Ancient literature positively teems with examples of psychopathic behavior, and today that problematic percentage is dispersed equally across the globe, confined by no geographic, ethnic or economic boundaries. Given its self-destructive aspects, one might wonder why psychopathy didn’t naturally select itself out of the gene pool a long time ago. That it’s still going strong suggests that ASPD may serve an evolutionary purpose.

There has been much discussion in psychiatric circles lately regarding “good” psychopaths, and there are many who believe they possess characteristics worthy of emulation. Traits common to psychopaths include fearlessness, coolness under pressure, a keen ability to focus, an easy and winning charm, and the unblinking willingness to do whatever it takes to whomever it takes to achieve their goals. “Good” psychopaths are often leaders, persuasive, pragmatic, ambitious. A lot of corporate CEOs display all the signs and symptoms. Less surprising, 12 percent of politicians check all the boxes, and most of them check most of them.

While we’re on the topic, the five professions most favored by psychopaths are, in ascending order of popularity, surgeon, salesperson, media personality, lawyer and business executive. Where you won’t find a lot of ASPD cases are in the artist’s studio, the classroom, the local nonprofit, or anywhere in the hospital outside of the OR. Psychopaths don’t do nurture.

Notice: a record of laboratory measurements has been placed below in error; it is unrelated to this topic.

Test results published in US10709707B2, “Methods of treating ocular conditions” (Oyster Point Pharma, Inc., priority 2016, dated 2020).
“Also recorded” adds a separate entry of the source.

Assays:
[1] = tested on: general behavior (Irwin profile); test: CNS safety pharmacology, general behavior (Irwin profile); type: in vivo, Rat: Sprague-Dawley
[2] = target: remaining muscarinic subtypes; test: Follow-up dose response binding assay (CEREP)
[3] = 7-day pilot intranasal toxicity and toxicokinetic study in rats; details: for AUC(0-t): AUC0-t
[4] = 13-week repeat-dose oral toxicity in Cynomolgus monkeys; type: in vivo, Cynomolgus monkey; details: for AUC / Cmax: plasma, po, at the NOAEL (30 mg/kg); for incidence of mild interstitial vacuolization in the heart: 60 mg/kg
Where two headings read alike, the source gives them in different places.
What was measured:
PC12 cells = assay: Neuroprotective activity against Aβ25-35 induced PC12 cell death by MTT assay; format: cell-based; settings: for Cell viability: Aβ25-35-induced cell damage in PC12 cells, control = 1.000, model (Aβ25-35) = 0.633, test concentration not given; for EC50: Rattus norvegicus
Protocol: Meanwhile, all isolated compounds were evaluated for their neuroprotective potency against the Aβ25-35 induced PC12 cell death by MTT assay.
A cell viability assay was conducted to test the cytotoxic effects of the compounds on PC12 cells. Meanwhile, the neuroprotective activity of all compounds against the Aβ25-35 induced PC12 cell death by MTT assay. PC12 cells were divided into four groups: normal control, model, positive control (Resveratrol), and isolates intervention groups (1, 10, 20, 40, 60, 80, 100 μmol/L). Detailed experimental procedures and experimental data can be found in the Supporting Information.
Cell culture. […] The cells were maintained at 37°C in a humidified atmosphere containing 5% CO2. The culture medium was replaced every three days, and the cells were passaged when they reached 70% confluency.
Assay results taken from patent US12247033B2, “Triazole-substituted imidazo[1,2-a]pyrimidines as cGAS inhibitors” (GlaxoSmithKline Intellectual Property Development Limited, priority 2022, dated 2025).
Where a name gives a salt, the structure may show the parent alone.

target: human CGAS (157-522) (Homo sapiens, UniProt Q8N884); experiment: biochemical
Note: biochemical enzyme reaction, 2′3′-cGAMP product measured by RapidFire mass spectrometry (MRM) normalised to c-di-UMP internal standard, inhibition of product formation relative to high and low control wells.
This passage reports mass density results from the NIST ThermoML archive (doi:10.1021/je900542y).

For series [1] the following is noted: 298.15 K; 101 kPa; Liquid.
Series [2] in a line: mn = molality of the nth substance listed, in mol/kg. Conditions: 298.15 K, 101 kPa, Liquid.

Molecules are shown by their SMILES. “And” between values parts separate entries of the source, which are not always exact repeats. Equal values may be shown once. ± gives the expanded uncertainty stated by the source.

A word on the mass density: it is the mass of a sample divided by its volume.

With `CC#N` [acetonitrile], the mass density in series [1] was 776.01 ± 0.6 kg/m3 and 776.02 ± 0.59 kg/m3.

As to psychopathy’s causes, science’s best guess presumes a 50 percent genetic component, a 10 percent environmental component, and a 40 percent component to be named later. And because you’re wondering—no, there is no cure. The best psychiatry can do for the adult psychopath is apply open-ended psychotherapy, behavioral skills training, and perpetual education on the importance of an orderly society, which approach has yet to produce quantifiable results. On the other hand, for children displaying early symptoms of ASPD, an intensive program of group therapy and decompression treatment appears to hold some small promise.

There’s at least one psychopath in your neighborhood, and maybe several. If you work in a large office you cc psychopaths all the time. And whenever you vote, however you vote, there’s a good chance you’re voting for

a psychopath.

But, then, maybe you already know that.